Sydney Airport receives third takeover bid, valued at $23.6 billion
Sydney Airport is one step closer to being taken over after a consortium of infrastructure investors raised its non-binding offer to $23.6 billion.
The company has opened up its books, so that the Sydney Aviation Alliance — which includes IFM Investors, QSuper, AustralianSuper and Global Infrastructure Partners — can take a closer look at its numbers.
However, it is a non-exclusive period of due diligence, which means the airport group may also consider other takeover bids if they arise.
The suitors are offering to pay $8.75 a share in Sydney Airport. It follows their two previous offers of $8.25 per share (or $22.3 billion) and $8.45 per share (or $22.8 billion) respectively.
Previously, the airport group had rejected SAA"s second offer in mid July, saying it was "opportunistic" and undervalued the company.
Either way, these offers are a significant premium compared with what the airport was worth last Friday — when it was trading at $8 per share, giving it a total market value of $21.6 billion.
As Sydney Airport is the nation's only publicly listed airport operator, a buyout would be a long-term bet on the COVID-ravaged travel industry.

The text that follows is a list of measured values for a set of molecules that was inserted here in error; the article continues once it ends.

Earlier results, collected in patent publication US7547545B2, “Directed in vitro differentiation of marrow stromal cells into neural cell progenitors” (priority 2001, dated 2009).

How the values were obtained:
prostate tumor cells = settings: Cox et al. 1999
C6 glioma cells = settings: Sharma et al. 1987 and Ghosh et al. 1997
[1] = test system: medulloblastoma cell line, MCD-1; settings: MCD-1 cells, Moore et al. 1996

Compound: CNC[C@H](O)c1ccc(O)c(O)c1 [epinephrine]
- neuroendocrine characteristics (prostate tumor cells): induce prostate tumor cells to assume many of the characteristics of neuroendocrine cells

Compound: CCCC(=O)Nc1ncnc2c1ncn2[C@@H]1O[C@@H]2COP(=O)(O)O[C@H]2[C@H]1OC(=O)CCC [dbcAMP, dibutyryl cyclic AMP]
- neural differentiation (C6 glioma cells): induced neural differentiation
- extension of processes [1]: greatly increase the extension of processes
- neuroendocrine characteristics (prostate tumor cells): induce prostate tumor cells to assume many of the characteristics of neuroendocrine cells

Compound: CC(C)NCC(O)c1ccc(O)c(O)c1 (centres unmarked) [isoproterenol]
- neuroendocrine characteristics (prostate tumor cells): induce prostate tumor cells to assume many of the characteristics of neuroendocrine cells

If the acquisition goes ahead, Sydney Airport's shares are expected to be delisted from the ASX as the company gets taken private.
Takeover approval likely to take months
It would also be one of the largest takeovers in Australian corporate history.
Earlier this year, financial services company Square offered to buy out Afterpay for $39 billion, although it is a 'scrip' deal, meaning the buy now, pay later company is being offered shares in Square (instead of cash).
Sydney Airport's board said that, if the SAA were to make a formal offer, it would recommend that its shareholders accept the deal.
For this deal to proceed, it would take months to finalise. It would need an independent expert's report, approval from at least 75 per cent of shareholders, and approval from the competition regulator — the Australian Competition and Consumer Commission (ACCC) — and from the Foreign Investment Review Board.
The airport must remain 51 per cent Australian-owned, which analysts have said would make it difficult for a rival bidder to emerge given the scale of the funding needed.
An SAA spokesperson said the consortium welcomed the announcement and looked forward to working with Sydney Airport's board to finalise the transaction.
Sydney Airport's shares closed 4.6 per cent higher at $8.37.
Since SAA's first offer in early July, shares in Sydney Airport have surged by about 44 per cent (from $5.79).